Officers kept in dark
The video indicates that Mayor Andy Berke, police chief David Roddy, city attorney Wade Hinton and city council counsel are refusing to acknowledge the state of the law, as highlighted by transportation administrative notice, given to the city Feb. 20. The notice simply restates Tennessee law, federal law and court cases indicating the scope of Title 55. Its authority is not over a private person traveling, but over the commercial driver and operator of a motor vehicle.
The police accusation under Title 55 starts with the premise that Mrs. Watt is, in fact, a party in the activity of transportation. At best, this allegation is a rebuttable presumption that the woman must deal with at the very beginning of a hostile police encounter, arguing that Title 55 does not apply to her and that she is not involved in the activity of operating a vehicle for hire in commercial capacity. She is a victim of mis-enforcement of the commercial travel statute. African-Americans, the poor and Spanish-speaking immigrants are the leading victims and the least able to resist or mount a proper defense, but Caucasians and other homeborn Americans are likewise subject to this commercial operation.
Transportation administrative notice put the city on notice that its officers cannot enforce the travel statute on a private traveler without committing either a civil tort or a statutory oppression under the Tennessee or U.S. oppression statues. But Chattanooga police officers and Hamilton County sheriff’s deputies have for decades enforced the law in the broadest possible fashion, with the support of the courts and the bar.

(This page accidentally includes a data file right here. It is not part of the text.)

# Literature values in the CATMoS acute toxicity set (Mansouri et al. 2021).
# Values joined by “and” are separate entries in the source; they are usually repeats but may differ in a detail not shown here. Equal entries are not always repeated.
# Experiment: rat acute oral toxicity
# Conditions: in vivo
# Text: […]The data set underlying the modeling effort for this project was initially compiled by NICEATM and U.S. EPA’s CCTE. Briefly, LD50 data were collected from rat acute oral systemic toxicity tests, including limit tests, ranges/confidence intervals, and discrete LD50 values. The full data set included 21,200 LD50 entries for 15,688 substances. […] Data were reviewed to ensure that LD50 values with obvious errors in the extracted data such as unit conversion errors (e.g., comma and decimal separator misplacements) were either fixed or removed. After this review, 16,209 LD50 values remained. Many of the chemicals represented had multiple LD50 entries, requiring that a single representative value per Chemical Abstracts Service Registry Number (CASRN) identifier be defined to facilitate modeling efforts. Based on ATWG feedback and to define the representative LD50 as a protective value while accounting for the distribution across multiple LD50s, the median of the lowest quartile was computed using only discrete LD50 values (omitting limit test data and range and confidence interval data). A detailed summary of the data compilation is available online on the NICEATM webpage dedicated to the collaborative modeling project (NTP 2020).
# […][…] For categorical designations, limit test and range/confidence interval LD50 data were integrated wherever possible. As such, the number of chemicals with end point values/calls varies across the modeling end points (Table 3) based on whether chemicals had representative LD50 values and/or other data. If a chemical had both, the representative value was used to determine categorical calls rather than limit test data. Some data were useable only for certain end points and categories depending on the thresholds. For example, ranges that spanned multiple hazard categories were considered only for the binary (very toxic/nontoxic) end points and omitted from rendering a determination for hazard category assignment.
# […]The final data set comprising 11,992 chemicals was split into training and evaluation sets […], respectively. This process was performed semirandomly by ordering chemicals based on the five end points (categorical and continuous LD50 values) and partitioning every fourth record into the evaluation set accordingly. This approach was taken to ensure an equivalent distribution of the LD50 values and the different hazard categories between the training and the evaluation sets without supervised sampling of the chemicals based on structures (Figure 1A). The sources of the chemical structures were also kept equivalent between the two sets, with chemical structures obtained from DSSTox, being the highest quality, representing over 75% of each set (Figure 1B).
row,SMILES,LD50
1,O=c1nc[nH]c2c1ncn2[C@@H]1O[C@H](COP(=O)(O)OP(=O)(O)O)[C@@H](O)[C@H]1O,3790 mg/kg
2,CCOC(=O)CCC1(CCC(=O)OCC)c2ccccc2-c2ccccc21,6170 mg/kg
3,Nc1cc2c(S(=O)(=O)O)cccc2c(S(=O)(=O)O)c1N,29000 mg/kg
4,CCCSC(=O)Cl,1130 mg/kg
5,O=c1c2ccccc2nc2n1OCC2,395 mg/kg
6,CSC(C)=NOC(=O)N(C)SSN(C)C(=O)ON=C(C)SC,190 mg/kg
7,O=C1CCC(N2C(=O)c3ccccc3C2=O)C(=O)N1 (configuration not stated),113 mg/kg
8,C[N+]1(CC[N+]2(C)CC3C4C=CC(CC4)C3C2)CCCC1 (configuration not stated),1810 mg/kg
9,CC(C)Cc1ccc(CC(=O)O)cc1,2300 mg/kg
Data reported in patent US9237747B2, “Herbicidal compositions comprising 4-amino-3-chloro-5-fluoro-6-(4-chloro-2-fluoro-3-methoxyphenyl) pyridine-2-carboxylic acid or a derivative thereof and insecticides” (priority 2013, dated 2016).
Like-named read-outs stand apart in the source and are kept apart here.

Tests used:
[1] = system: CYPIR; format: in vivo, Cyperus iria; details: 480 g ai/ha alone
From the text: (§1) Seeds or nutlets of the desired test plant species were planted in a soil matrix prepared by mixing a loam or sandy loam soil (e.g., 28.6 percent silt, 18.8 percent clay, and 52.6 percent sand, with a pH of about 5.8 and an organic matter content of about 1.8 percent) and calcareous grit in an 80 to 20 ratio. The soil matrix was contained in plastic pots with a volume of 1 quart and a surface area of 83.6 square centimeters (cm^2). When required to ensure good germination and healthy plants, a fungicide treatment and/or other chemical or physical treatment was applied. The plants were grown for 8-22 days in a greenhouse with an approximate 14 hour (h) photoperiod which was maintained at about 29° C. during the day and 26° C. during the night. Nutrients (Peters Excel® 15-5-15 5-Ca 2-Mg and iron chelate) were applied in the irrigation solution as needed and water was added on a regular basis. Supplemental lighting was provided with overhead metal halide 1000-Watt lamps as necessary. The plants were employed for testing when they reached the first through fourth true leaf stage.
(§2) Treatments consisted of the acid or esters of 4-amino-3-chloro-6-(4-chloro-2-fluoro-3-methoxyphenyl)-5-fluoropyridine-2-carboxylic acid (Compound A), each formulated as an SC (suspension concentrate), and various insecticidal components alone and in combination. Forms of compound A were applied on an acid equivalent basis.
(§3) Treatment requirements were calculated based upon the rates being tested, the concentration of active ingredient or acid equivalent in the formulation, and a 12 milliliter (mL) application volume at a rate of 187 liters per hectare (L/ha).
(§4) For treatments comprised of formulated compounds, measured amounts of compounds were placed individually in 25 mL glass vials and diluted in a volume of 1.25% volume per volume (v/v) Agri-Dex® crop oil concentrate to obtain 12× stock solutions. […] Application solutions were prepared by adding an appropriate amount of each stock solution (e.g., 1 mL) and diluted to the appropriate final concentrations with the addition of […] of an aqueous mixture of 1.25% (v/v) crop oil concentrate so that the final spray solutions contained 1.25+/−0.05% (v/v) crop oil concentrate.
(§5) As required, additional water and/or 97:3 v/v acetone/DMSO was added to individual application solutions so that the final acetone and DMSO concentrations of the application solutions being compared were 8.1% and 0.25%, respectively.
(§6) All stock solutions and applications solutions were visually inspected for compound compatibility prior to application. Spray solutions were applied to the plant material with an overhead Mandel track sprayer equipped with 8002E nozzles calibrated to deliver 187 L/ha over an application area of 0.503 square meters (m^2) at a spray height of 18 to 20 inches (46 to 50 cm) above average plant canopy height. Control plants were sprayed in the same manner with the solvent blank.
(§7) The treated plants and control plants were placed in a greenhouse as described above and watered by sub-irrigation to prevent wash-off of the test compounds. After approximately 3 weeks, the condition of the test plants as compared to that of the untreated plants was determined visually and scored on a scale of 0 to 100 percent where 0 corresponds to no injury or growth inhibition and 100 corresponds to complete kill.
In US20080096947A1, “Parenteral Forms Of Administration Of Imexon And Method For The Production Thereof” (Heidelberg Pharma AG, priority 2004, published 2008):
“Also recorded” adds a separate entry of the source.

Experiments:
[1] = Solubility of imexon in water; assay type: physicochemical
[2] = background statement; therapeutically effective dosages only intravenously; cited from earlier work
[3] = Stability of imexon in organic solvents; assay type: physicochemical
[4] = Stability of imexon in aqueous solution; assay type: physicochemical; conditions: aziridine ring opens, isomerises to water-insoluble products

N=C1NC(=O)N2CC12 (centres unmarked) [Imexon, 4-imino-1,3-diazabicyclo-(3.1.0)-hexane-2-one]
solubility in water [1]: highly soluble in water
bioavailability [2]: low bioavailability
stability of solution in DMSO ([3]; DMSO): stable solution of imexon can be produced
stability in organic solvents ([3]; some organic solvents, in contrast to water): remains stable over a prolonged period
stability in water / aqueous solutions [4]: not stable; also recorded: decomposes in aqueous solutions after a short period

Tennessee courts are progressive and activist, having upheld a legal fiction as state policy summarized best in Chattanooga by district attorney Neal Pinkston, who says, there is no right to travel by car, only “[t]here IS a constitutional right to freedom of movement between states,” as in changing one’s domicile.
But Tennessee law and court cases from the very beginning of the era of the gasoline engine and self-propulsion make it understandably clear that travel is the main category and the transportation is the sub-category involving commercial use of car or truck on the roads.
The refusal of the Berke administration to notify city corporation officers of the limits of the double nickel (Title 55) enforcement puts officers personally at risk for civil action by aggrieved parties shanghaied on the roads, as Mrs. Watts appears to have been.
The party running her wireless phone, Ms. Oates, runs the Pink Paw shop, evidently online from Chattanooga, though it’s not clear where she resides. Her video, and an angry post-arrest soliloquy on Facebook Live, are laced with profanity and should not be viewed in the presence of minors.
This is the Facebook video posted July 7, 2018, showing the arrest of an apparently private person in a car who is said to have caused an offense under the commercial transportation statute that regulates for-profit use of the people’s roads. (Photo Facebook, Jayla Johnsonn)